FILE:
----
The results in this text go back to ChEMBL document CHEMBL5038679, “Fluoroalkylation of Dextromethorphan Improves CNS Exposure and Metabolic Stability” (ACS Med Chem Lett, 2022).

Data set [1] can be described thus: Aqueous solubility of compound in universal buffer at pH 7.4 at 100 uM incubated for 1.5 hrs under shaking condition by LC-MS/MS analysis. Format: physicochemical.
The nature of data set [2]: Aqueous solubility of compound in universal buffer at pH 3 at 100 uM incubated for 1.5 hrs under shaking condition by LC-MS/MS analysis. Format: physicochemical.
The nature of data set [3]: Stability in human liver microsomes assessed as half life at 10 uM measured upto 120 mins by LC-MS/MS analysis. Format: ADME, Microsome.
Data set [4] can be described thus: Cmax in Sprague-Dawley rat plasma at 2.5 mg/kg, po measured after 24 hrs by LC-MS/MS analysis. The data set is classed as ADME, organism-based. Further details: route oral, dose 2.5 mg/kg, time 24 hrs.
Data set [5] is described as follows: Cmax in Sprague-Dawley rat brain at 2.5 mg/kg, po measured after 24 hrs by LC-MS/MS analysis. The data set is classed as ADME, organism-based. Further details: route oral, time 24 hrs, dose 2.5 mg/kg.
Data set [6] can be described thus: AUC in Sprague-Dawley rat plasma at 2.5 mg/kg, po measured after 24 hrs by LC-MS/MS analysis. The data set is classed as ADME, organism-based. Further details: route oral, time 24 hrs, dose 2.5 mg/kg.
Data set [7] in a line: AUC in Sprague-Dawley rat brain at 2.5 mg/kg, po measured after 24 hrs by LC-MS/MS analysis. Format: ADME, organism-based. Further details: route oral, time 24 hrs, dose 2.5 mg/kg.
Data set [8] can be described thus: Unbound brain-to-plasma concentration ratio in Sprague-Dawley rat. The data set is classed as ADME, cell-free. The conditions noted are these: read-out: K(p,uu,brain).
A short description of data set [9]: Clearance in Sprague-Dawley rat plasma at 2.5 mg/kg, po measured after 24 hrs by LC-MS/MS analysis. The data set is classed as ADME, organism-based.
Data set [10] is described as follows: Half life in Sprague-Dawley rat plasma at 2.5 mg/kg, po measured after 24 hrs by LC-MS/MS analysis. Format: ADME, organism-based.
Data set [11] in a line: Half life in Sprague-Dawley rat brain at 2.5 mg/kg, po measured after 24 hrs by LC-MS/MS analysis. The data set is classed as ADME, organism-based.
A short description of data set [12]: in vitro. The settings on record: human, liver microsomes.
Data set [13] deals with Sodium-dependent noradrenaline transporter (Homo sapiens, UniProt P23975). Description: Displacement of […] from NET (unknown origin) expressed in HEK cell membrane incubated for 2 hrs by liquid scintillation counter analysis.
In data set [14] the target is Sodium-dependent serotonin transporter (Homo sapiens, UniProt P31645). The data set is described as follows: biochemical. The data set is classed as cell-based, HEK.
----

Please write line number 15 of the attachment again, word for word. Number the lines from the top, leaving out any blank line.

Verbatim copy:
In data set [14] the target is Sodium-dependent serotonin transporter (Homo sapiens, UniProt P31645). The data set is described as follows: biochemical. The data set is classed as cell-based, HEK.